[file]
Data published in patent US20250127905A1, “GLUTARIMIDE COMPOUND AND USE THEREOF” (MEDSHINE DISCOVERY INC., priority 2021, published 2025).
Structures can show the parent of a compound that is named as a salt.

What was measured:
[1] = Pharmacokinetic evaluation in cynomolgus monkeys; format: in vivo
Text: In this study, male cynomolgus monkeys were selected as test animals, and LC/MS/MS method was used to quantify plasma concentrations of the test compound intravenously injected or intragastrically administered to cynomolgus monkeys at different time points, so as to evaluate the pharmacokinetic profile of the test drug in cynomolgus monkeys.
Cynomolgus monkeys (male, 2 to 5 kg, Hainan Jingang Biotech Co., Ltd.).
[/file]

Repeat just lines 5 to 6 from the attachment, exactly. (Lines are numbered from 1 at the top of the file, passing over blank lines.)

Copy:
Text: In this study, male cynomolgus monkeys were selected as test animals, and LC/MS/MS method was used to quantify plasma concentrations of the test compound intravenously injected or intragastrically administered to cynomolgus monkeys at different time points, so as to evaluate the pharmacokinetic profile of the test drug in cynomolgus monkeys.
Cynomolgus monkeys (male, 2 to 5 kg, Hainan Jingang Biotech Co., Ltd.).